2. Surfing in Bude.
Cream-tea and pasty-flavoured Cornwall is a student holiday staple. But don’t go to Newquay, just don’t. All you’ll do is get horrifically drunk, sleep with a lifeguard called Brett, then experience the evil that is attempting to surf with a hangover. Instead, head to Bude for touristy ingredients like cute little cobbled streets, arty souvenirs, rock pools at Summerleaze and good surfing, especially Crooklets Beach, without hoards of vomiting teenagers. There’s Tintagel nearby for pretending you’re King Arthur, or Penzance for pretending you’re a pirate, according to preference. Coastal cottages are picture-book cute and very cheap out of season.
3. Coasteering in Pembrokeshire
Now, ladies and gentlemen, my guide to combining a chilled-out country stay with white knuckles and that sick kind of adrenaline you get when you almost fall down the stairs – coasteering. An extreme nature ramble in which you climb, swim and cliff-jump your way around rocky coastlines, the best place to do it is the TYF centre in Pembrokeshire, from £50. You can stay in their (dirt cheap at £16 pppn) Eco Lodge, or the more expensive but comfy cottage, sleeps 8 at £450/week. Idyllic town of St David’s is nearby, and the area is famous for its beach-studded coastline.
4. Lighthouse-keeping in Scotland
Ive got a sea farin’ soul and I always wanted to live in a lighthouse, a lá Johnathan Creek. Believe it or not, it isn’t that expensive to do. The National Trust for Scotland and the Northern Lighthouse Board let out nine lighthouses from as little as £50pp for a weekend, and they tend to be in remote, craggy locations, often on steep cliffs above deserted beaches where you can play at being Robinson Crusoe. Lighthouses sleep up to 6, so take some mates and some booze and have a cosy weekend in. Just don’t expect any bangin’ nightlife.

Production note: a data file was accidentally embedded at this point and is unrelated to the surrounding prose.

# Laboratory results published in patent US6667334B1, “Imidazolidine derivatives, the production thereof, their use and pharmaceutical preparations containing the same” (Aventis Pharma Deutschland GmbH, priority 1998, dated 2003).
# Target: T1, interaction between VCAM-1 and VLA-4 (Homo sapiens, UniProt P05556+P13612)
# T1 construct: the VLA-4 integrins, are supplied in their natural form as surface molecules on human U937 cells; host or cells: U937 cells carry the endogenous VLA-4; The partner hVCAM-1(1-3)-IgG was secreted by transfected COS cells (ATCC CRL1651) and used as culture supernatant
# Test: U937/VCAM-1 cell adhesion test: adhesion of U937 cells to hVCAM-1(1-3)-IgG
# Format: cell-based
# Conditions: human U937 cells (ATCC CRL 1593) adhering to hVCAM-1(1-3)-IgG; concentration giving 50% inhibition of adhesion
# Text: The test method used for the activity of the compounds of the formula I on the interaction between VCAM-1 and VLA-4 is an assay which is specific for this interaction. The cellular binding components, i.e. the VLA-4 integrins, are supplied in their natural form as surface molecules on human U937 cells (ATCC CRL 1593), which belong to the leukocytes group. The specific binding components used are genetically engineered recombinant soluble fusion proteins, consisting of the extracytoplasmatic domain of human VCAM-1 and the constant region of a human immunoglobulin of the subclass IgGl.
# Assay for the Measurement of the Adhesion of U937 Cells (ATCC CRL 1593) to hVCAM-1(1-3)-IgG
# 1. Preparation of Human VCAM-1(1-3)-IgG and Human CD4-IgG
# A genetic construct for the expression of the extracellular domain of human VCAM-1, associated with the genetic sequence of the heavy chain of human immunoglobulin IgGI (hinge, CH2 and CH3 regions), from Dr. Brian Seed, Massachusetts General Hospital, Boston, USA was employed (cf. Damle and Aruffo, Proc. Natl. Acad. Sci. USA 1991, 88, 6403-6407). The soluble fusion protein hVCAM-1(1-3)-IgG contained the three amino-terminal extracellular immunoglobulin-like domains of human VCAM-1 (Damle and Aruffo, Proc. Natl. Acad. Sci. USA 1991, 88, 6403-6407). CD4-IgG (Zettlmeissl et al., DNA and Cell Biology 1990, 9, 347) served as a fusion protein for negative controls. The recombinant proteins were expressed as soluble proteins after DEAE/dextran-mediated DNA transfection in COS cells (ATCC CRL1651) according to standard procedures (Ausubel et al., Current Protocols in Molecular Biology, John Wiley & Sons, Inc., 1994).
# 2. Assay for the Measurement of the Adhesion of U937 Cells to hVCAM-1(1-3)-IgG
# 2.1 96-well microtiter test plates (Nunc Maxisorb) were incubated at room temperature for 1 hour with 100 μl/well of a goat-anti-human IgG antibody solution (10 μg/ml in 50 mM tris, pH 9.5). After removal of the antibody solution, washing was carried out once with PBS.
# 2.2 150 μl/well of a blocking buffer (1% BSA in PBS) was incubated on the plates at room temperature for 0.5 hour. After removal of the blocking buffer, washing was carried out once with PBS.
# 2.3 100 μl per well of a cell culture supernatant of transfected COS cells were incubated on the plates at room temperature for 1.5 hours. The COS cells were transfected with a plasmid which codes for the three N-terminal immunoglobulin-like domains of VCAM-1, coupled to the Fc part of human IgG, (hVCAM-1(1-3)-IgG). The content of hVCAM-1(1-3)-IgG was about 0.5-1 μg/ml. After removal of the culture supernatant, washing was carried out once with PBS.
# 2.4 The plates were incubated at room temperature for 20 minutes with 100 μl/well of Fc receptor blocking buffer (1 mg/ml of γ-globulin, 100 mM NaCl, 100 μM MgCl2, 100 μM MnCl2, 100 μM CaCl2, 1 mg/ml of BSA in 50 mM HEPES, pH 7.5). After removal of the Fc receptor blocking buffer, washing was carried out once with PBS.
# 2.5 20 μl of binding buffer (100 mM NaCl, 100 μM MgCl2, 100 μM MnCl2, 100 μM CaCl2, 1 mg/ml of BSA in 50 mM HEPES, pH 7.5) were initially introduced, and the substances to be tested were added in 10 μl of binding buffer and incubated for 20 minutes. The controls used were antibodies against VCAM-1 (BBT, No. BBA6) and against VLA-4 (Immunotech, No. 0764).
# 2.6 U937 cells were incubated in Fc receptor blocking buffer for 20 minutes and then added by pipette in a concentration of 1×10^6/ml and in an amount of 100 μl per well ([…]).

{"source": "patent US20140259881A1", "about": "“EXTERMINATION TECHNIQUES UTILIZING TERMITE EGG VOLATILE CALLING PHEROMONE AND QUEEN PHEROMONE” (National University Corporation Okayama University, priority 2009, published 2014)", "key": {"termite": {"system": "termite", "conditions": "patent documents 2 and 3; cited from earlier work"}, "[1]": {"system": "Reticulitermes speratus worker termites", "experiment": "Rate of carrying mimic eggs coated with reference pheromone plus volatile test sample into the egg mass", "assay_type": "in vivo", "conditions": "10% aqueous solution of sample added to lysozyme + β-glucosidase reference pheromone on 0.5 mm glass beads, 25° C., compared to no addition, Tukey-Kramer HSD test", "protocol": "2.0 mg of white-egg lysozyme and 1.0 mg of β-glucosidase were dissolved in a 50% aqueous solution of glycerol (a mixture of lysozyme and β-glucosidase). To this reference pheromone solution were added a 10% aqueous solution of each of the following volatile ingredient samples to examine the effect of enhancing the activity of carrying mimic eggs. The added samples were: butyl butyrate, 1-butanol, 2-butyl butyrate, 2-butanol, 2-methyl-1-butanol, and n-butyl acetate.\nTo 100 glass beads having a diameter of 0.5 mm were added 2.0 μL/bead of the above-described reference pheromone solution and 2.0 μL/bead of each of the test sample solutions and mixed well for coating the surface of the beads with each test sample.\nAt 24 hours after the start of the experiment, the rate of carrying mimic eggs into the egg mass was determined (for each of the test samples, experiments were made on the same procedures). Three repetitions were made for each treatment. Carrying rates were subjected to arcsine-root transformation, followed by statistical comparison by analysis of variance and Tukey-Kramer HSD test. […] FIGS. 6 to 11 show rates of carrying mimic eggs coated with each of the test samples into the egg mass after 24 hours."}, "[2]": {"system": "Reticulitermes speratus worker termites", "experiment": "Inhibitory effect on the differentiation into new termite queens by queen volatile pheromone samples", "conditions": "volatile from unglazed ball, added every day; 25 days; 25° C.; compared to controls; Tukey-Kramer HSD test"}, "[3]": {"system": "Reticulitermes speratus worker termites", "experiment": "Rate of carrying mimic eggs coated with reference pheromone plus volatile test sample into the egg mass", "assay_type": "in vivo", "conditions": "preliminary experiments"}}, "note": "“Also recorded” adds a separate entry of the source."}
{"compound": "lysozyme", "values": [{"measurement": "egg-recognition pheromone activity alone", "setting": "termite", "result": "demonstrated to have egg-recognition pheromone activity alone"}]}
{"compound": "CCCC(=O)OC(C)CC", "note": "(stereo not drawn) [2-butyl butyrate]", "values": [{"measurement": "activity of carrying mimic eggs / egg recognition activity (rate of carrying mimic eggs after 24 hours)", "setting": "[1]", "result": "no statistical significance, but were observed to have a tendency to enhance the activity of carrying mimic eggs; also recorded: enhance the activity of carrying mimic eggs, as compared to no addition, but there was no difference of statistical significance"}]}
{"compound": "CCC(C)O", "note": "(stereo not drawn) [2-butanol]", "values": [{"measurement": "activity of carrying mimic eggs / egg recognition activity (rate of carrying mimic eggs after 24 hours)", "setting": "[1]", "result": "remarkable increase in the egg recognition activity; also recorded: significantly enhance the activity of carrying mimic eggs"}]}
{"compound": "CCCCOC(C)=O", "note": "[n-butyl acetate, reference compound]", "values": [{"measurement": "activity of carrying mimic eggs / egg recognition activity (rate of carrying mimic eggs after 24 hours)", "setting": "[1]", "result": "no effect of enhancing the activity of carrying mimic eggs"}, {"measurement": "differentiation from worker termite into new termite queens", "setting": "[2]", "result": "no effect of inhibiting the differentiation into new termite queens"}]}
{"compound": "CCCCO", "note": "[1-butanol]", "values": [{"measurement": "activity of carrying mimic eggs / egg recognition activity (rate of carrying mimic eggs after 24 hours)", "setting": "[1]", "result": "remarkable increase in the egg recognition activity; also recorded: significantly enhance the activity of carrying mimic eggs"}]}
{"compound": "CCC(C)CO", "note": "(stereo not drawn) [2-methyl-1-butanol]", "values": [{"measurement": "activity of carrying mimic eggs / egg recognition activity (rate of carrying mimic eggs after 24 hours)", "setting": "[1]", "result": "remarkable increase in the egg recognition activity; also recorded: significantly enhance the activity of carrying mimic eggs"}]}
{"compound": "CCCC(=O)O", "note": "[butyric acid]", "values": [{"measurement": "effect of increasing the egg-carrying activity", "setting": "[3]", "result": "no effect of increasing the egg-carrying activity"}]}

5. Cottages in the New Forest
The first time I went for a walk in the New Forest, a baby donkey licked my hand. Awww. The area is absolutely stunning, and if you rent a cottage in the centre of it you can walk, hike and mountain bike your way around it all (or tour the fantastic little forest pubs. Don’t do this bit on a bike). Bristling with pickled tourist villages like Burley (complete with resident witch) and luscious stately homes such as Beaulieu, it’s a gorgeous place to pootle about and explore. Cottages are often thatched and aren’t loan-bustingly priced.
6. Walking in the Lake District
I like William Wordsworth. I like fells. I like walking about a bit in pretty rolling hills near lakes, far away from cities and cars and kebab shops. I also like not walking too far, then going back to a warm cosy cottage with a fire and some inebriating beverages. This is why I like the Lake District. You can also rent boats for splashy fun on the water, which is a very tranquil experience. Go out of season for breathing space and more modest prices.
7. T’ Yorkshire Dales
Come over all James Herriot with a stay in the rolling hills and dales of Yorkshire. Eat cheese with fruitcake, drink proper tea, and attempt to speak with the accent (not in front of a local if you want to keep your teeth). Go for brisk, windy walks or visit the ghostly ruins at Scarborough Castle. York itself is a lovely city to wander round as it’s stuffed with teashops, little boutiques and warm cosy pubs. Sheffield, not so much. Nor Leeds. Only go to York. Cottages are reasonably priced on the whole.